2. Remove all the nuts from their movement. I’ve always thought that the neo-trads should be the ones most involved with getting rid of the SSPX and assorted kooks and radicals. And I’m assuming that they can find a better spokesperson than the blowhards and bullies they have now.
3. Stop judging the sex lives and marital situations of others. The amount of tantrums over reconciling remarried divorcees with the Church in certain quarters is just odd. And no gay people aren’t prone to sexually abuse kids. And the children of divorcees, gay couples, single parents, etc. should be allowed to receive the Sacraments and Catholic education.
Don’t you think a traditionalist has an almost identical list for liberals? You have an impediment to appreciating things from a conservative view. It is shared by most people regardless of left or right. I like your second point, and believe liberals should engage in similar rigorous critique of their peers. Take care to expect no less of oneself than is expected of others. It does sound like you expect them to conform to your view while despising them for those same tendencies. I think that is confusing.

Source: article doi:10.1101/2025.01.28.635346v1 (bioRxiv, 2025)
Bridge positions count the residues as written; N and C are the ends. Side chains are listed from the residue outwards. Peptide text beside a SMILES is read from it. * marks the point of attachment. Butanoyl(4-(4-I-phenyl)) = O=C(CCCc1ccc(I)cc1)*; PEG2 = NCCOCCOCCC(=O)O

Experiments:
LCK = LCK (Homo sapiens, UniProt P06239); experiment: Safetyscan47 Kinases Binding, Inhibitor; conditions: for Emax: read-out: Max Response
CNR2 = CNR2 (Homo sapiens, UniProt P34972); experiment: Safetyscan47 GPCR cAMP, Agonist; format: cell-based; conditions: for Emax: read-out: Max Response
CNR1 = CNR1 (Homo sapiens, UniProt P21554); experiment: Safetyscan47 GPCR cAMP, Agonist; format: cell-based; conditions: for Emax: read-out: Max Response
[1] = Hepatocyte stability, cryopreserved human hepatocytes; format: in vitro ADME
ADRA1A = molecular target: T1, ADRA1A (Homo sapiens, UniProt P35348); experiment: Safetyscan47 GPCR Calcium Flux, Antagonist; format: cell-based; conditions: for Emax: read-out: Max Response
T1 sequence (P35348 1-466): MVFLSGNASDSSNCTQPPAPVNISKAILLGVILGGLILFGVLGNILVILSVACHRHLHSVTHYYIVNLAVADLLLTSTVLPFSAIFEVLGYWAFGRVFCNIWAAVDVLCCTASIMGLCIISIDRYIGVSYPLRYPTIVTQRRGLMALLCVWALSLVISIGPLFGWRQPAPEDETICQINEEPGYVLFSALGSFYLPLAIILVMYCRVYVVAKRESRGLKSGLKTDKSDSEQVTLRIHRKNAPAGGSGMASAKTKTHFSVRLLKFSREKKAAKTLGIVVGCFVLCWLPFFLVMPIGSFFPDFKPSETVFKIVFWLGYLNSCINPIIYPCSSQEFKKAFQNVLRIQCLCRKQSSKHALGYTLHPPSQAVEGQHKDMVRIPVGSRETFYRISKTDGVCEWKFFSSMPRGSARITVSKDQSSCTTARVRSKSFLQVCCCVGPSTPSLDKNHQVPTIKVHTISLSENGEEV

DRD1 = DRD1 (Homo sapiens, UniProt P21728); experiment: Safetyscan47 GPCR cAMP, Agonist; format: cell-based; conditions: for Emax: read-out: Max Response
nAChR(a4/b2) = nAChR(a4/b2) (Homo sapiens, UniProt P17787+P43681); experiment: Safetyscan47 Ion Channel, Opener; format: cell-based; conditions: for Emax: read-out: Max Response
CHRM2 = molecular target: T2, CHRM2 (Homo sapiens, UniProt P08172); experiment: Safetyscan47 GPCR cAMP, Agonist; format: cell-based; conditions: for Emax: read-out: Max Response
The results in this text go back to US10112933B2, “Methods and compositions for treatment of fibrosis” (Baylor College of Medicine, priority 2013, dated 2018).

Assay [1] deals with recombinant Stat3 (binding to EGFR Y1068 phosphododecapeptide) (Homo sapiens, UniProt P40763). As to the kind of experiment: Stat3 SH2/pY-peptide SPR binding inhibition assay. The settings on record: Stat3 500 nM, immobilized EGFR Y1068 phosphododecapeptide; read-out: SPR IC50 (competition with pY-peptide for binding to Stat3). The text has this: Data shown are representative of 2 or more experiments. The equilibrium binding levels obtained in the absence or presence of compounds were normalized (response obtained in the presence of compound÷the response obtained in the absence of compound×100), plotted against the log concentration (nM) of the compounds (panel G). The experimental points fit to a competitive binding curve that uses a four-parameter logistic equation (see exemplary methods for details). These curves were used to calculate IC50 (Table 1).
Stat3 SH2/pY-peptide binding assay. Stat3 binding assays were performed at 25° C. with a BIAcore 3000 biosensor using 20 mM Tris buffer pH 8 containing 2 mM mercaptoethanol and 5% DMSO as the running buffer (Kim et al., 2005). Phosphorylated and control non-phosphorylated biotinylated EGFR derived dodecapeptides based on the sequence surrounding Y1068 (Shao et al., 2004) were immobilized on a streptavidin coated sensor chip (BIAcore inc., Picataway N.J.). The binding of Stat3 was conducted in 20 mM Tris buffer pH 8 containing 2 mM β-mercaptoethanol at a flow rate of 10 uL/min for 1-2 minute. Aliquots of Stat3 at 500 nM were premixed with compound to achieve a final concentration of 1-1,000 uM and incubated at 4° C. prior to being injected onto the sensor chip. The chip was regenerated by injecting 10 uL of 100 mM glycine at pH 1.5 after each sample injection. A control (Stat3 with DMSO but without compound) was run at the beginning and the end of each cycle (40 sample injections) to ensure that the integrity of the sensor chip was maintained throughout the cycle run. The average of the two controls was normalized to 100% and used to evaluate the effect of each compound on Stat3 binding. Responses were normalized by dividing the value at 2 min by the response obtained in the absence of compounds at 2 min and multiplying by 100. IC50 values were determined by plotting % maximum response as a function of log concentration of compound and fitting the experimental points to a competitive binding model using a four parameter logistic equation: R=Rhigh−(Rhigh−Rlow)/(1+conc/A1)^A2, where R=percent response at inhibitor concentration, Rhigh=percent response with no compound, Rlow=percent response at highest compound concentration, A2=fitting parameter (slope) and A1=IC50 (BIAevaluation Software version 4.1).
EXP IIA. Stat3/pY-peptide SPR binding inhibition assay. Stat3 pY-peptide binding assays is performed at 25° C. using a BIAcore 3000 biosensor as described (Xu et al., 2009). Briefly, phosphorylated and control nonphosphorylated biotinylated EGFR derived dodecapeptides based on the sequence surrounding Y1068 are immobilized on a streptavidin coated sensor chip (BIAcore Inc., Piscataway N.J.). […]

See I’m a libertarian. I’m a live-and-let-live sort of girl. I don’t really care how others want to worship; I do care that they demand that I worship like them. I don’t care if they have twelve children (as long as they can afford them); I do care that they choose to screech that I am an evil harlot and sinner for not being a submissive homemaker.
As for point #2, the SSPX and other far right types engage in hate speech. If the Catholic left does something kooky like endorse China’s one child policy, then I’m willing to criticize them.
And I don’t find it at all hard to follow. I hate hypocrites, Pharisees, and bullies and the neo-trads tend to attract all three. If they were minding their own business and still getting attacked, then that would be one thing. However, they are so vocal in their attacks on others and proclaiming their own Catholic purity; this is what annoys me. (See Father Z and Michael Voris.)
Hogish. Washish .. live and let live. That is about the last quality I would assign to your plethora of posts.
Yes. Neo trads have made my personal life miserable growing up so I think the whining is funny.
Yes, we know and have heard of your misery. You seem to take yourself quite seriously while feigning a live and let live philosophy. I just think you are dishonest. Whining about whiners. Being a hypocrite while calling others hypocrites. Complaining about people who are particular to good translations while complaining about the new translation. On and on you go.